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World War II was not about feeling good PDF Print E-mail
Tuesday, 19 August 2014 18:30

After all these years, Thompson talks about it

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DAMN LUCKY — That’s what Harold Thompson’s nickname was in the Philippines during World War II, where he survived many brushes with death. (Star Eagle photo by Jim Lutgens)


By JIM LUTGENS

Editor/Publisher

For many years, Harold Thompson did not talk about what happened in World War II.

That doesn’t mean he forgot; but it wasn’t necessarily where he wanted to be. Like most young American men, he felt a need to be there.

For its part in helping to defeat Germany and Japan, his has been called the Greatest Generation, and it’s something he’s proud of.

“It makes you feel good,” he said.

But World War II was not about feeling good.

Even some of those who made it back from the war didn’t totally make it back. Thompson knows of at least one soldier who took his own life upon returning.

“He just couldn’t take it,” he said.

How did Thompson handle it?

“I had to go to the Vet’s Hospital, where a lady psychologist interviewed me,” said Thompson. “She questioned me about it. I said, ‘If you shoot yourself, what good are you then? What fun can you have if you’re six feet under ground?’ She said to me, ‘Mr. Thompson, I don’t think I need to talk to you anymore.’”

And he didn’t feel a need to talk about the war.

“I wanted to forget,” he said. “It was so awful, I didn’t even want to think about it. I’m still trying to forget it. But it comes back, you know?”

Thompson was thrilled with the fact he and other local surviving World War II veterans were honored as grand marshals of the 2014 New Richland Farm and City Days parade.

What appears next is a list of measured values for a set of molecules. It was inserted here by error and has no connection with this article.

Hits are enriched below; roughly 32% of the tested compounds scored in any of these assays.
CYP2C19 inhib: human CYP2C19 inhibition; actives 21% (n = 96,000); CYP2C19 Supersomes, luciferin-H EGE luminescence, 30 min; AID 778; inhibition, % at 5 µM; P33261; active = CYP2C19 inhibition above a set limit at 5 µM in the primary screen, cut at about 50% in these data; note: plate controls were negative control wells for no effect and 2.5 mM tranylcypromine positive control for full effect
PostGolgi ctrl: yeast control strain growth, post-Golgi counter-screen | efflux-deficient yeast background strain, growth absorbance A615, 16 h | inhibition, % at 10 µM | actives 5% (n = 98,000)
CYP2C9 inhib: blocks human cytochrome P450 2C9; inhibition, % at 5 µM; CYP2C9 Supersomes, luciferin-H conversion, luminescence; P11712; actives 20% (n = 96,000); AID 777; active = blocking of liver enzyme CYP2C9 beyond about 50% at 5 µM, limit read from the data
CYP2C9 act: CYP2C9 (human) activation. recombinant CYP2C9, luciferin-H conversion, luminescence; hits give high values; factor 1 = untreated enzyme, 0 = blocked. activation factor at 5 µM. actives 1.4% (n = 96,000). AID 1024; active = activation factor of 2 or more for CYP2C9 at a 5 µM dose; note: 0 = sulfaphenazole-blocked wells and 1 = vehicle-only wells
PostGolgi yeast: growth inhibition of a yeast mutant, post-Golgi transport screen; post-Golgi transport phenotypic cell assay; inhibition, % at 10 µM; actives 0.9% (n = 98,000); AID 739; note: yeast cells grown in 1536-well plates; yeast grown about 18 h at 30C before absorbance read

“I thought it was great,” he said. “I liked that.”

— — —

Born and raised in Hartland, Thompson was a 1943 graduate of Freeborn High School, where he set a record for striking out the most batters as a baseball pitcher. After graduation, there wasn’t much debate about what to do.

“I went to the draft board and they said, ‘Don’t you think you should be in the service?’ I said, ‘I think so.’”

He lied about his age, 17, and set his sights overseas.

“I wanted to go and be with my buddies,” he said. “I didn’t care. They give me that machine gun, it shot 200 rounds a minute, I thought, ‘Boy, this thing can really shoot,’ and it did.”

What lay ahead was two-plus years of service in the Army, starting in New Guinea and ending in Korea, but it’s the 112 days of continuous action in the Philippines in between that makes you wonder how he ever made it back.

His nickname in the Philippines? Damn Lucky.

“Damn lucky to be alive,” he said.

He was one of five Thompson brothers to see action in the war. James, George and Vernon joined him in the Philippines, while Elvern served in the Air Force in Italy.

“My brothers were with me on the biggest island,” said Thompson.

He was part of the 6th Division, which set a record in the Pacific for its 112 consecutive days of fighting. The division numbered about 5,000. Thompson doesn’t know how many of the 5,000 came home, only saying, “There were lots of causalities.”

They fought in shifts, four hours on and four hours off.

He was there when soldiers were captured for the infamous Bataan Death March.

“I seen it,” he said.

He was there for the capture of a four-star Japanese general, Yamashita.

“The U.S. government held a war crimes trial, and he was hanged,” said Thompson.

— — —

Thompson remembers the banter as soldiers boarded a ship headed out of San Francisco Bay.

“When we went under the Golden Gate (Bridge),” one of my buddies said, ‘Golden Gate in ‘48.’ I said, ‘Home alive in ’45,’” he said.

It turned out to be prophetic.

He got home in 1945.

“My mom got sick,” he said. “It was a medical emergency.”

And it was a reprieve for a soldier who had too many brushes with death.

“Many times, I thought I was going to get (killed),” said Thompson. “We had a lot of combat. But the Air Force helped us out a lot.”

An incident that stands out involves a river and countless enemy causalities.